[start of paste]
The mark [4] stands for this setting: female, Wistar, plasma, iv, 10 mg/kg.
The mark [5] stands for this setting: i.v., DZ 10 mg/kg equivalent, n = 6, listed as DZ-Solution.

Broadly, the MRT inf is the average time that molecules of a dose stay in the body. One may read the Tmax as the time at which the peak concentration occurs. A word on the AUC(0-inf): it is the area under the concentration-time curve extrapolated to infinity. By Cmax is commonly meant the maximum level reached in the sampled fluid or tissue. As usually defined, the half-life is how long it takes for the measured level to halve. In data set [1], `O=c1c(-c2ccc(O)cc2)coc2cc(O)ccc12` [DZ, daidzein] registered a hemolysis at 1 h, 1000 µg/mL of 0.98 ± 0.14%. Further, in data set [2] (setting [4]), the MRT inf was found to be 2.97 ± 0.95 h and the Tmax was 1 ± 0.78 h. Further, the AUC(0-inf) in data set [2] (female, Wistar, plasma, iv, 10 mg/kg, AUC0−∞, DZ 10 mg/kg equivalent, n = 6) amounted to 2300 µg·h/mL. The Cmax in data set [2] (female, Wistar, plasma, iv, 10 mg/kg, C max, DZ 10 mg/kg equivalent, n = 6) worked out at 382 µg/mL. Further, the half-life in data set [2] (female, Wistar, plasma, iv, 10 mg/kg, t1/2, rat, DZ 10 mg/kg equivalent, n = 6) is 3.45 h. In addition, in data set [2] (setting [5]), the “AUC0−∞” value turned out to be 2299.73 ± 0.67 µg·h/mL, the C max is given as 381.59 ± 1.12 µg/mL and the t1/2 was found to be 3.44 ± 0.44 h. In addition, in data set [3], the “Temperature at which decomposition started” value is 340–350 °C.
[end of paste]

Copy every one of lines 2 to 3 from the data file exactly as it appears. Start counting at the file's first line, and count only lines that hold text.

The mark [5] stands for this setting: i.v., DZ 10 mg/kg equivalent, n = 6, listed as DZ-Solution.

Broadly, the MRT inf is the average time that molecules of a dose stay in the body. One may read the Tmax as the time at which the peak concentration occurs. A word on the AUC(0-inf): it is the area under the concentration-time curve extrapolated to infinity. By Cmax is commonly meant the maximum level reached in the sampled fluid or tissue. As usually defined, the half-life is how long it takes for the measured level to halve. In data set [1], `O=c1c(-c2ccc(O)cc2)coc2cc(O)ccc12` [DZ, daidzein] registered a hemolysis at 1 h, 1000 µg/mL of 0.98 ± 0.14%. Further, in data set [2] (setting [4]), the MRT inf was found to be 2.97 ± 0.95 h and the Tmax was 1 ± 0.78 h. Further, the AUC(0-inf) in data set [2] (female, Wistar, plasma, iv, 10 mg/kg, AUC0−∞, DZ 10 mg/kg equivalent, n = 6) amounted to 2300 µg·h/mL. The Cmax in data set [2] (female, Wistar, plasma, iv, 10 mg/kg, C max, DZ 10 mg/kg equivalent, n = 6) worked out at 382 µg/mL. Further, the half-life in data set [2] (female, Wistar, plasma, iv, 10 mg/kg, t1/2, rat, DZ 10 mg/kg equivalent, n = 6) is 3.45 h. In addition, in data set [2] (setting [5]), the “AUC0−∞” value turned out to be 2299.73 ± 0.67 µg·h/mL, the C max is given as 381.59 ± 1.12 µg/mL and the t1/2 was found to be 3.44 ± 0.44 h. In addition, in data set [3], the “Temperature at which decomposition started” value is 340–350 °C.